Thirukkural (Tamil: திருக்குறள் also known as the Kural) is a classic of couplets or Kurals (1330 rhyming Tamil couplets) or aphorisms. Tirukkural is the great poetic work by saint Tiru Valluvar, embodies values that are ever relevant and unchanging. It is one of the greatest classic of the Tamil language, which dates back anywhere between 2 BC and 8 AD. It comprises two parts, 'Tiru' and 'Kural': 'Tiru' can mean sacred, as well as beautiful, and 'Kural' means concise.
Thirukkural expounds various aspects of life and is one of the most important works in Tamil. This is reflected in some of the other names by which the text is known: tamilmarai (Tamil Veda); poyyamoli (speech that does not lie); and teyva nul (divine text).
Scope of Thirukkural
Thirukkural (or the Kural) is a collection of 1330 Tamil couplets organised into 133 chapters. Each chapter has a specific subject ranging from "ploughing a piece of land" to "ruling a country". According to the LIFCO Tamil-Tamil-English dictionary, the Tamil word Kural means Venpa verse with two lines. Thirukkural comes under one of the four categories of Venpas (Tamil verses) called Kural Venpa. The 1330 couplets are divided into 3 sections and 133 chapters. Each chapter contains 10 couplets. A couplet consists of seven cirs, with four cir1 on the first line and three on the second.
Thirukkural is organised into three sections aram(virtue), porul (realities of life) and inbam(pleasures experienced by a man and a woman in the course of their relationship). Chapters 1 to 38 deal with aram and are classified as Arathuppaal. Chapters 39 to 108 address Porul. Chapters 109 to 133(Inbathuppal) deal with inbam. It is based on the canonical dharma, artha and kama trivarga articulated in the Sanskritic classical texts. It is, also, presumed that if one leads life according to ethical principles set out in the text, the fourth Purusharthas - moksha or veedu (in tamil) or liberation will be automatically achieved
About the Author: Tiru Valluvar
Tirukural was written by the saint Tiruvalluvar approximately 2,200 years ago. It is written in a poetic form called Kural (couplets expounding various aspects of life). Tiru Valluvar stands on a high moral pedestal along with acharya-patanjali, Shankara and Buddha. He lived about 2000 years ago in Tamil Nadu, and worked as a weaver to earn his living. According to legends, he was a man of intense cognizance, enlightment, free spirit and hard work.
Universal Ethical Content
The greatest value of Kural is its universal ethical content. The scripture is divided into three books: Virtue, Wealth and Love — consisting of 1330 couplets clustered in 133 chapters elucidating different aspects of human virtues or vices. In the first chapter of Virtue, God is portrayed as Universal in content transcending the marginal line of God being Hindu, Jain, Muslim or Christian. Kural's primary concern is with the whole world and according to Tiru Valluvar a man's prosperity and adversity, heaven and hell, and his present and his future are products of his own actions.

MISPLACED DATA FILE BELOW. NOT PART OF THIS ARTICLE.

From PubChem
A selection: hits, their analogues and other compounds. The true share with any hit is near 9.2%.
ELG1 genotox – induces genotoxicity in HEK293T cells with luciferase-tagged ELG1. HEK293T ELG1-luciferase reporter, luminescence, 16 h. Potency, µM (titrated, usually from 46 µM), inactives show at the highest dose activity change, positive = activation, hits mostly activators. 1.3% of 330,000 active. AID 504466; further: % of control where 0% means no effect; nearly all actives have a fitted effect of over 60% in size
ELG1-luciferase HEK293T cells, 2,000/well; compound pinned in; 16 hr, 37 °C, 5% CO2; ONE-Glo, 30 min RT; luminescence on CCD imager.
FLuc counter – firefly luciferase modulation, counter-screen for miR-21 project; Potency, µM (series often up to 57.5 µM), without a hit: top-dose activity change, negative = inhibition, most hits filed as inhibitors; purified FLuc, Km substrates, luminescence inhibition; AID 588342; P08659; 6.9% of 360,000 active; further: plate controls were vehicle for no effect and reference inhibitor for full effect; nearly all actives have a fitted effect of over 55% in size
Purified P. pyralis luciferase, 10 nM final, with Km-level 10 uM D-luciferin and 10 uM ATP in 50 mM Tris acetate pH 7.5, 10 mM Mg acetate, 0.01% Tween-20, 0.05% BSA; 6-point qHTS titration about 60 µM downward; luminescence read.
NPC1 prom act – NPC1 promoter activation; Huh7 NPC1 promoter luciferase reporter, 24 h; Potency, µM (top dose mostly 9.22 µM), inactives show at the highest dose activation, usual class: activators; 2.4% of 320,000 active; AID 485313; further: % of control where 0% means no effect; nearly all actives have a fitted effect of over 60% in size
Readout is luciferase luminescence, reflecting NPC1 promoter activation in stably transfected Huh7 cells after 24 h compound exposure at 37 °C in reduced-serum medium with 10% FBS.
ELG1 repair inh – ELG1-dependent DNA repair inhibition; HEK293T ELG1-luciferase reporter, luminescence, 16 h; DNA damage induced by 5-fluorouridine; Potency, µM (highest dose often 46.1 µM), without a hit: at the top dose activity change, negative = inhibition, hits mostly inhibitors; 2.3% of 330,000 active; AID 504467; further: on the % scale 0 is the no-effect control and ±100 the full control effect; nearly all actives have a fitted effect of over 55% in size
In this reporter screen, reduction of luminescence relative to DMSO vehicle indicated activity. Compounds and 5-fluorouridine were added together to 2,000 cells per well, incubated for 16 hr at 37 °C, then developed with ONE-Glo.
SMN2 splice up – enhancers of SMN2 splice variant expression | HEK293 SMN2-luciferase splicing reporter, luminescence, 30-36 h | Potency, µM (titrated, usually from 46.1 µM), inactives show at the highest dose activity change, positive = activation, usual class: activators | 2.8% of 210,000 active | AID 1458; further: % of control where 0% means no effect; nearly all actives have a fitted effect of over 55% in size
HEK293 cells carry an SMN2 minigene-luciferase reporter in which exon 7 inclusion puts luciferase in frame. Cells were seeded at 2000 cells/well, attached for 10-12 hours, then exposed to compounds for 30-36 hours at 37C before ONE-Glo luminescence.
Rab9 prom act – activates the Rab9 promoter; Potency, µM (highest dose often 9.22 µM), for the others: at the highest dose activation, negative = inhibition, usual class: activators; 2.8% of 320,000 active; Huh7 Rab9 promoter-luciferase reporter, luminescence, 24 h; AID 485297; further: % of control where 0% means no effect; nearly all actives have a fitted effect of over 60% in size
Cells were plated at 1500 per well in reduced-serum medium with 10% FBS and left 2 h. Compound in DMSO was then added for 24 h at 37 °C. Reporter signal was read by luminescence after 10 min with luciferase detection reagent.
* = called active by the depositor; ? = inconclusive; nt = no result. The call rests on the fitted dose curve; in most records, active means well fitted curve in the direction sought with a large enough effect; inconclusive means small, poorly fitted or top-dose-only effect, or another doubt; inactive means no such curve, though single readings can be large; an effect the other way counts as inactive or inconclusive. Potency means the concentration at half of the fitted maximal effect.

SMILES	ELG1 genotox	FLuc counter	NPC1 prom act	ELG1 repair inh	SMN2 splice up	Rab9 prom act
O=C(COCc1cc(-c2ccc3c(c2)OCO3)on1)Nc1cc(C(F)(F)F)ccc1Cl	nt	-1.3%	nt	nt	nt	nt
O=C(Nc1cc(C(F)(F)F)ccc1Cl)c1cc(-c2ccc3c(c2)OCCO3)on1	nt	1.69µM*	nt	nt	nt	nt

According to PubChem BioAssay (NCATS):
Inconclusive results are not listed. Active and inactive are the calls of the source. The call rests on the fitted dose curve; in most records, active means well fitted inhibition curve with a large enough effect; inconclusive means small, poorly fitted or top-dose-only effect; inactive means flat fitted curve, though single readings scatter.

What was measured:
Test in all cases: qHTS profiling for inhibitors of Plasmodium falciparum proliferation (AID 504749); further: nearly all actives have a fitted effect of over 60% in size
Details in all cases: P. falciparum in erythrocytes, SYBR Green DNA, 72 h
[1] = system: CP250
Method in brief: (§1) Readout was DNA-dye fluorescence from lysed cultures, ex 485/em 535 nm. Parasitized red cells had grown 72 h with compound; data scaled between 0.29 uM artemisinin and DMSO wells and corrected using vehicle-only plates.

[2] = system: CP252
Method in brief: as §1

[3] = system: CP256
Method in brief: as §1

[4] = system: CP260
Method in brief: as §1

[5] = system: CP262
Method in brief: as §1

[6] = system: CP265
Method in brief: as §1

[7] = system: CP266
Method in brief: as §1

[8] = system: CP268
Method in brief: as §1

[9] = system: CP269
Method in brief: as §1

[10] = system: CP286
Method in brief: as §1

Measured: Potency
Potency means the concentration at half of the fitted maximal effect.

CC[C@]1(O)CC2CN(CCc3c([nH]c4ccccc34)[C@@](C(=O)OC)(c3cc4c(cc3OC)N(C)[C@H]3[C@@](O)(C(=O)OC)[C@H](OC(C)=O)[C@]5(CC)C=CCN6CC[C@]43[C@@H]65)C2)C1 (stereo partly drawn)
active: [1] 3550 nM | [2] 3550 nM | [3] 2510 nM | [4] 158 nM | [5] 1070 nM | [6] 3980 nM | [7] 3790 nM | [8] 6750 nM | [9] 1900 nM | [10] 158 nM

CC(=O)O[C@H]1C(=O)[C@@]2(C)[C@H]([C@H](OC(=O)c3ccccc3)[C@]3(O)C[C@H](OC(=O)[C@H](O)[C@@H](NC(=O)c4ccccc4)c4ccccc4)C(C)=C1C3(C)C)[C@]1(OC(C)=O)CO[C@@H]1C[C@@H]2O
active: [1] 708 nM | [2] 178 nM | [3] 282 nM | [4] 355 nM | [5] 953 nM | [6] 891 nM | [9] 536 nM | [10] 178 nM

"Rage, Envy, Greed and Harsh words Avoided is virtue." ~ Kural: 35
Tiru Valluvar sing the praises of affability, gratitude, self-control, right conduct and faithfulness in the first section of Virtue. Extolling the significance of vegetarianism Valluvar explains:
"How can one be kindly? If he fattens on other's fat?" ~ Kural: 251
On the Importance of Wealth
Tiru Valluvar knew that even though virtue is supremely important, without wealth it was seldom practicable:
"Will that hunger return? Which nearly killed me yesterday?" ~ Kural: 1048
At the same time, Tiruvalluvar criticizes useless wealth:
"He is poor though a millionaire Who neither gives nor spends." ~ Kural: 1005
On Politics & Governance
Valluvar has spoken words of wisdom on state administration by lucidly explaining the relationship between the king, his ministers and subjects. He has subtly put forward the importance of learning, friends, agriculture and social service, while condemning corruption and nepotism, the scourge of modern day politics as evil and unwise.
"Punish a sinner by paling him With a good deed, and forget." ~ Kural: 314
Love and Emotion
The last section of Kural is entirely devoted to love and Valluvar speaks in mystic beauty about this prime emotive feeling of human beings. It is a paean to youthful love and its trials and tribulations.
"A Goddess? A peacock? Or a woman Decked in jewels? Asks my heart amazed?" ~ Kural: 1081
Spiritual Liberation through Knowledge
Tiru Valluvar speaks in length about virtue, wealth and love with righteousness and touch the lives of many generations with his eloquent poetry and innate wisdom. Valluvar believes that with this knowledge of virtue, wealth and love one can lead the soul to nirvana and salvation. In effect, the fourth and final objective of human existence — 'moksha' or spiritual liberation is left to speak for itself.
Valluvar's valuable writings in the Tirukkural guide our actions and thoughts, with a perfect blend of personal character, social conduct and the state's responsibility to build a prosperous and thriving society.
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